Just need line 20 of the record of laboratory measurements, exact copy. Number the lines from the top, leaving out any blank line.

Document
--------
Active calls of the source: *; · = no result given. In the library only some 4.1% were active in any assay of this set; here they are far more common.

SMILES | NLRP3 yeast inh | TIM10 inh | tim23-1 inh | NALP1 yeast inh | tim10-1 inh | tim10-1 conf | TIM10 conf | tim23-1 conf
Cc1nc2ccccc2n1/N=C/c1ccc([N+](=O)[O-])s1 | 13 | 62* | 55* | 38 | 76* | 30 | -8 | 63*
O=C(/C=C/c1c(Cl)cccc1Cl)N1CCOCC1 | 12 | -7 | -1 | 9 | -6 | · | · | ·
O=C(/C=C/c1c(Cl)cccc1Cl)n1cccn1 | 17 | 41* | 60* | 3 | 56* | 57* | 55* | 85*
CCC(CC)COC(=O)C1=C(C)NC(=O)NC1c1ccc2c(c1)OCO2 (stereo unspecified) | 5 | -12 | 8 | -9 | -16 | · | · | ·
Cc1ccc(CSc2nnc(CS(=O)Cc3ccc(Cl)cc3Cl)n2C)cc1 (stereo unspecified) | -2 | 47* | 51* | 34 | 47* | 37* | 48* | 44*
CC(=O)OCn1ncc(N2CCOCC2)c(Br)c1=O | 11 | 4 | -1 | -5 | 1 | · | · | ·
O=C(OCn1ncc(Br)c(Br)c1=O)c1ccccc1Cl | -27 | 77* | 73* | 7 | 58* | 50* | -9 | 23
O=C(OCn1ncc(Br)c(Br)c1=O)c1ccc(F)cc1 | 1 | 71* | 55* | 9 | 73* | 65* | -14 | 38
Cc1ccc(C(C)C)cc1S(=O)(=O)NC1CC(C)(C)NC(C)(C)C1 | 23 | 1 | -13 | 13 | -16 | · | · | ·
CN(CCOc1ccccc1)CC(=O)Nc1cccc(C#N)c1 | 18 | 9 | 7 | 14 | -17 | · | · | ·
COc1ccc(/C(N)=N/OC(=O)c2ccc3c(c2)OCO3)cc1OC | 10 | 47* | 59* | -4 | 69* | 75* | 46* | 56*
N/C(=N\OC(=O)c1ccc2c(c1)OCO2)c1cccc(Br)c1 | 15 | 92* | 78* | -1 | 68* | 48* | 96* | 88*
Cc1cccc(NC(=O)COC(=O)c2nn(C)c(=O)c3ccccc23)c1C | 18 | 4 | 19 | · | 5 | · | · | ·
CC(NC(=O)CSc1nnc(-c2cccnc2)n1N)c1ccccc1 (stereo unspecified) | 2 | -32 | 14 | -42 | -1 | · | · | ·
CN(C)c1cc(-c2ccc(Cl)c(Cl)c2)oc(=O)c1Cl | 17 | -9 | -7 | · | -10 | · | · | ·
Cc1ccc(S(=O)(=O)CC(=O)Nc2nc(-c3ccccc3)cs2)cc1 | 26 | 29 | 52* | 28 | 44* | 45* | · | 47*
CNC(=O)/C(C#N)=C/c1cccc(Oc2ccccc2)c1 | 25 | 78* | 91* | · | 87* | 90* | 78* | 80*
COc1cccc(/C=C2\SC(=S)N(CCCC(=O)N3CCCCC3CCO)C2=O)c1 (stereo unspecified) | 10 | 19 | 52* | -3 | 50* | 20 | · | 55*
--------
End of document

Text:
COc1cccc(/C=C2\SC(=S)N(CCCC(=O)N3CCCCC3CCO)C2=O)c1 (stereo unspecified) | 10 | 19 | 52* | -3 | 50* | 20 | · | 55*